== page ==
However, with a UAS-LAMP system, fast assessment can be made without potentially endangering human lives. Additionally, a UAS-LAMP system can cover more area more quickly than a manned vehicle, saving valuable time during an emergency response.
This is why a demonstration was performed with a UAS to prove the effectiveness of the system. A neutron source was located outside and as seen below; the UAS-LAMP system was able to identify it.
On the bottom left of the screenshot, it is possible to see distribution of radiation overlayed on the video stream.
Autonomous robotic wall scanning for Decommissioning – EPRI
Palo Alto, CA – USA 2022
GRI showcased an autonomous robotic wall scanning system prototype, based on a ClearPath Husky UGV which was equipped with a custom scissor lift and a LAMP system with a 4 x 4” NaI detector.
The demonstration involved placing sources on a 10-meter long, 3-meter-high wall that was outlined with 1-meter squares, simulating a wall to characterise within a decommissioning nuclear building. The LAMP system was utilised to control the scissor lift and autonomously drive the UGV, allowing for a quick scan of a large vertical surface.
The results of the scan can be seen below, where Cs-137 and Co-60 sources were located on the scanned wall and used as source terms. This robotic system demonstrates the potential for LAMP to be integrated with autonomous technology to enable efficient and safe radiation detection in a decommissioning nuclear facility environment. The outputs are colour coded according to regulatory release limits.
The LAMP system merges 3D LiDAR scans with radiation data to generate user-friendly 3D radiation maps that locate and identify source terms within the operating environment. That’s what we call data fusion. Moreover, the system can operate in GPS mode to geolocate source terms on a global/satellite map. It is designed to be easy to use and provides instant, practical information in the field by streaming 3D maps to a user control tablet in real-time while the system moves through the environment. The LAMP system produces fused 3D radiation maps quickly, updating them as more data is collected, and can map large areas within a few tens of minutes.
Depending on the application, there are two different versions of LAMP:
The key features of LAMP include:
Real-time results in the field: Fused 3D LiDAR radiation map and other critical data, including isotope ID & dose rate; LAMP provides results in real-time in the field, including a fused 3D LiDAR radiation map and other critical data, including isotope ID & dose rate. This real-time, actionable data informs rapid decision making in the field, with no additional desktop data processing required to get the information you need. Real-time data is streamed to the control tablet and displayed in GRI’s intuitive user interface.
Fast mapping of large areas: Fully mobile system and can map a large in minutes. For instance, an entire reactor building basement floor and multiple hotspots can be mapped in a ten-minute walking measurement. Unlike stationary detectors, which can require multiple measurements and take a long time to find sources, GRI’s LAMP system is fully mobile and can map large areas in minutes. LAMP localizes sources automatically while simultaneously mapping the operating environment, and the 3D map and radiation data update as more data is collected. The result shown is an entire reactor refuelling floor with multiple hotspots mapped in a ten-minute walking measurement.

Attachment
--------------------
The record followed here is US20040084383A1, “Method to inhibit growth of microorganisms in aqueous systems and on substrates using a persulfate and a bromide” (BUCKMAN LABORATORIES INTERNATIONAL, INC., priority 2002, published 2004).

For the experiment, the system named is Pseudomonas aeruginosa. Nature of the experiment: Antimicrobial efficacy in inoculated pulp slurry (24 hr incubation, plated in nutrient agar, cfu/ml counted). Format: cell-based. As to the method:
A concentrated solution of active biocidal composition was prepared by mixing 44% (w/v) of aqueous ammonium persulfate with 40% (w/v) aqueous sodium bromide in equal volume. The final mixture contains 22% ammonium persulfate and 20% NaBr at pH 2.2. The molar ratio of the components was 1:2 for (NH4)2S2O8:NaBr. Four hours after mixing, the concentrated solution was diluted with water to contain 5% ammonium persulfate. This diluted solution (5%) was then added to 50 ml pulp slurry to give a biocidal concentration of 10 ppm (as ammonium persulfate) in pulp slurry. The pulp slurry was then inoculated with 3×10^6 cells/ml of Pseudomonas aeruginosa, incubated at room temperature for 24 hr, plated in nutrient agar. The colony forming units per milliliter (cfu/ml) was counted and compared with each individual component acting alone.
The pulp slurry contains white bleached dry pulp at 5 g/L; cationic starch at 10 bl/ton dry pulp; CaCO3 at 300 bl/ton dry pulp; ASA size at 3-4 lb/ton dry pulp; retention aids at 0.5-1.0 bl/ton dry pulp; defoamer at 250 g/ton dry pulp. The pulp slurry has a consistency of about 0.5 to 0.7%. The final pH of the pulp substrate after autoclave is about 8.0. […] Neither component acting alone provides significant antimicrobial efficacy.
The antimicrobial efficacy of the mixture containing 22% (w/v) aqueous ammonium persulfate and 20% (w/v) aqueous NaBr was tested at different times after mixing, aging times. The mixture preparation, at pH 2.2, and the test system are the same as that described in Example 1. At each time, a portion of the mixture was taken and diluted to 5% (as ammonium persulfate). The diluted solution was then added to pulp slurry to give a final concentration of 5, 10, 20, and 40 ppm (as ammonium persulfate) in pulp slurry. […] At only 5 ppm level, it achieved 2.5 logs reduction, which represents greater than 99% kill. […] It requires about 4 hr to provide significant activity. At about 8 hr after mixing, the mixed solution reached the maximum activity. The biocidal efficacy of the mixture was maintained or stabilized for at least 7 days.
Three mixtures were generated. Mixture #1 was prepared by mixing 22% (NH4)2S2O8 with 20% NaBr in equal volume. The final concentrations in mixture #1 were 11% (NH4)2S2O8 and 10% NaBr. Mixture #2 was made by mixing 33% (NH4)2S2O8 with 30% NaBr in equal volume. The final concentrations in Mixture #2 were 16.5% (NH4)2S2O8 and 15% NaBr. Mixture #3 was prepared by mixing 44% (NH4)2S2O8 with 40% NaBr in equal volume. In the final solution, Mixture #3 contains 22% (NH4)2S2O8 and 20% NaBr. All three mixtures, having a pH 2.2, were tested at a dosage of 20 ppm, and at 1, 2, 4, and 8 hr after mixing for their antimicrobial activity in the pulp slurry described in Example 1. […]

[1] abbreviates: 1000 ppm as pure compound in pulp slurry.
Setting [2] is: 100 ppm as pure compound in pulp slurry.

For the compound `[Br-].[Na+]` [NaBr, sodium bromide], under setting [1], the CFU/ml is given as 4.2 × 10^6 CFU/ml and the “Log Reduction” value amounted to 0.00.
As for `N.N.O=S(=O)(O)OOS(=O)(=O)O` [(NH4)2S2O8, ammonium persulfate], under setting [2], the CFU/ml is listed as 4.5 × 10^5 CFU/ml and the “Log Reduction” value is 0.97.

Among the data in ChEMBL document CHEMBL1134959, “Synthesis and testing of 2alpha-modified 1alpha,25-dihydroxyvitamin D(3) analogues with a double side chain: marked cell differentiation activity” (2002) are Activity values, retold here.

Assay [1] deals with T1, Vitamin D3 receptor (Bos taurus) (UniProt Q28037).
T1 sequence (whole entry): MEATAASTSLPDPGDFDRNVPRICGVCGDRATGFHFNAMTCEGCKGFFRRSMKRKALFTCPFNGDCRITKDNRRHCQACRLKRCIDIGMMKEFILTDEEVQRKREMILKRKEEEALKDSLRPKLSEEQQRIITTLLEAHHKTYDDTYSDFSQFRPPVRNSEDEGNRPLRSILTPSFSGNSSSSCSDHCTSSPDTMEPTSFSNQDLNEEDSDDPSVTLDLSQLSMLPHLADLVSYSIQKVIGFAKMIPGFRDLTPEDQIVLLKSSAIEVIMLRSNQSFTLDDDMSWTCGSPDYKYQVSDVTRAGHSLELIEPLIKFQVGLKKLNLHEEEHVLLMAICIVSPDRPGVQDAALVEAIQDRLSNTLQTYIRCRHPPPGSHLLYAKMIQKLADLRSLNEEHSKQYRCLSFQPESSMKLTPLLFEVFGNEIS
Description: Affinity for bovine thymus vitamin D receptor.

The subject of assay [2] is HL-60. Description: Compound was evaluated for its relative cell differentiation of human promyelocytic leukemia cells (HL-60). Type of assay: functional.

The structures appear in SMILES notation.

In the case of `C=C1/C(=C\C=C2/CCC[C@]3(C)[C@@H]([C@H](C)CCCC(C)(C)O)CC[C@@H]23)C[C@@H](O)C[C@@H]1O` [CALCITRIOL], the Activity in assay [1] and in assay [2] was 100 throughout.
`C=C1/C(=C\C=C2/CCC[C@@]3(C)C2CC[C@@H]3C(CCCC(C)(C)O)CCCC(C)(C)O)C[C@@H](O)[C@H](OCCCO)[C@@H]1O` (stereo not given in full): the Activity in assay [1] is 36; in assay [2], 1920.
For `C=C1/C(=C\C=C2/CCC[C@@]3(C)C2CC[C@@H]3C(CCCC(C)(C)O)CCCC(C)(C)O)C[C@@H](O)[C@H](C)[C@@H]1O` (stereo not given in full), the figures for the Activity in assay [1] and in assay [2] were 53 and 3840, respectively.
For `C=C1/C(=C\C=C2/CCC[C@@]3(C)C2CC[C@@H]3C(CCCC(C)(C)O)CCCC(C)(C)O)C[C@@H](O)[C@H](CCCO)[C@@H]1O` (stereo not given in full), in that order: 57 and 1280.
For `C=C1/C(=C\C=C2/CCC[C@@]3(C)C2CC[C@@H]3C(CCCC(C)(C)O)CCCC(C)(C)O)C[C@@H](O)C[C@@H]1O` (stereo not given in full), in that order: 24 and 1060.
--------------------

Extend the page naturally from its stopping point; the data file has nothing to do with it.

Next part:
Flexible deployment: It can be integrated on a wide range of aerial / ground platforms. The LAMP system can be deployed on unmanned ground robots, drones, vehicles, and in handheld mode. It can even be easily deployed in multiple modes in the same day or area to support dynamic missions, including emergency response. Simply attach or detach LAMP using specially designed mounts to your robot, drone, vehicle, or person, and continue mapping. LAMP’s deployment flexibility enables safer and dynamic ways to assess and identify radiological hazard
Visualise dose rates: They are shown in real-time in the user-interface. LAMP also visualizes dose rates in real-time in the user interface. These dose rates indicate dose measured along the system path (e.g. where LAMP travelled in the operating environment).
Map indoors and outdoors: Can map multiple levels of a building in 3D and outdoor the mapped areas can be large – 0.5 km2. LAMP can be used to map radiological sources, including point sources and distributed contamination, in both indoor and outdoor environments. Indoors, LAMP can map multiple levels of a building in 3D.
High resolution 3D maps: High resolution point clouds automatically fused with radiation data. In addition to real-time 3D radiation maps, LAMP also produces high resolution LiDAR point clouds automatically fused with radiation data. These highly detailed maps provide another way to visualize fixed infrastructure, equipment, and other objects, such as pipes, barrels, or instruments, in the work area. These intuitive 3D maps can be used for work planning and pre-job briefings.
The main specifications for both LAMP versions are:
Each version has some specific characteristics of their own:
|Dimensions||20.3 (L) x 11.43 (W) x 31.75 (H) cm||24 (L) x 12 (W) x 31.75 (H) cm|
|Radiation detector||32.8 cm3 CLLBC crystal with <3.7% energy resolution at 662 keV, sensitivity and discrimination of gamma-rays and neutrons||>19 cm3 CdZnTe Gamma-ray Imager from H3D with ≤1.1% FWHM at 662 keVModel: H3D M400i|
|Radiation mapping resolution||~1 m spatial radiation mapping resolution @ 1 mPerforms proximity mapping||~0.1 m spatial radiation mapping resolution @ 1 mPerforms Compton imaging|
In terms of visualisation, LAMP also provides two options:
This versatile technology and applicable to many different scenarios bring the following benefits:
Any questions ? Interested in another innovative real-time, handheld 3D radiometrics ? Do not hesitate to contact us directly, we will help you find a fit-for-purpose, cost-efficient enhanced real-time, handheld 3D radiometrics to answer your challenge.